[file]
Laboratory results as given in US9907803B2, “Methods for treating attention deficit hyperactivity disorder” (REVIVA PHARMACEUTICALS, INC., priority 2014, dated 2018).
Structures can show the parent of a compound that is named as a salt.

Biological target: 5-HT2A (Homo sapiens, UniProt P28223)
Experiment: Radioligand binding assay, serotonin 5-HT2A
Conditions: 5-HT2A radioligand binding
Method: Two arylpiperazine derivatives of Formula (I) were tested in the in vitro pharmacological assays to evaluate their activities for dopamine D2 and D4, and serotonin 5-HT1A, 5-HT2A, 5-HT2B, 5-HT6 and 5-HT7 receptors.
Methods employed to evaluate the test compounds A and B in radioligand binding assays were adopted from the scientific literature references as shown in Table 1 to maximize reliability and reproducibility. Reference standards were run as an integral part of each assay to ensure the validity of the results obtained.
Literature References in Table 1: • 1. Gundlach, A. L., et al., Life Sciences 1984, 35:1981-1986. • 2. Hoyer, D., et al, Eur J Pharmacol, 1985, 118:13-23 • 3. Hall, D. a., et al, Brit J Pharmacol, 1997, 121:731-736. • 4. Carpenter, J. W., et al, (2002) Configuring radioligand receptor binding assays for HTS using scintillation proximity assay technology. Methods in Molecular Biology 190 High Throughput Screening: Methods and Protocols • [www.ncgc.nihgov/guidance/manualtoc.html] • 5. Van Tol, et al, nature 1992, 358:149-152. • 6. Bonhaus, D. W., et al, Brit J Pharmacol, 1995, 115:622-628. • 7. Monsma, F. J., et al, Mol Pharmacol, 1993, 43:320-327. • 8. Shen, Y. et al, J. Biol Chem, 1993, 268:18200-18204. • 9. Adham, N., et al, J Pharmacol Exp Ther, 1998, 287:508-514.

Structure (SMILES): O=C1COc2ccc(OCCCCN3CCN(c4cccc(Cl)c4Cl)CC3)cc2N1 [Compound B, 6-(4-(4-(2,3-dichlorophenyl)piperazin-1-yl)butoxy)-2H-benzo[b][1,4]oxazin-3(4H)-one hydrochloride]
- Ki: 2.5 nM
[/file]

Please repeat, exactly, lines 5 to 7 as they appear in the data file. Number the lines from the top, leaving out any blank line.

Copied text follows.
Conditions: 5-HT2A radioligand binding
Method: Two arylpiperazine derivatives of Formula (I) were tested in the in vitro pharmacological assays to evaluate their activities for dopamine D2 and D4, and serotonin 5-HT1A, 5-HT2A, 5-HT2B, 5-HT6 and 5-HT7 receptors.
Methods employed to evaluate the test compounds A and B in radioligand binding assays were adopted from the scientific literature references as shown in Table 1 to maximize reliability and reproducibility. Reference standards were run as an integral part of each assay to ensure the validity of the results obtained.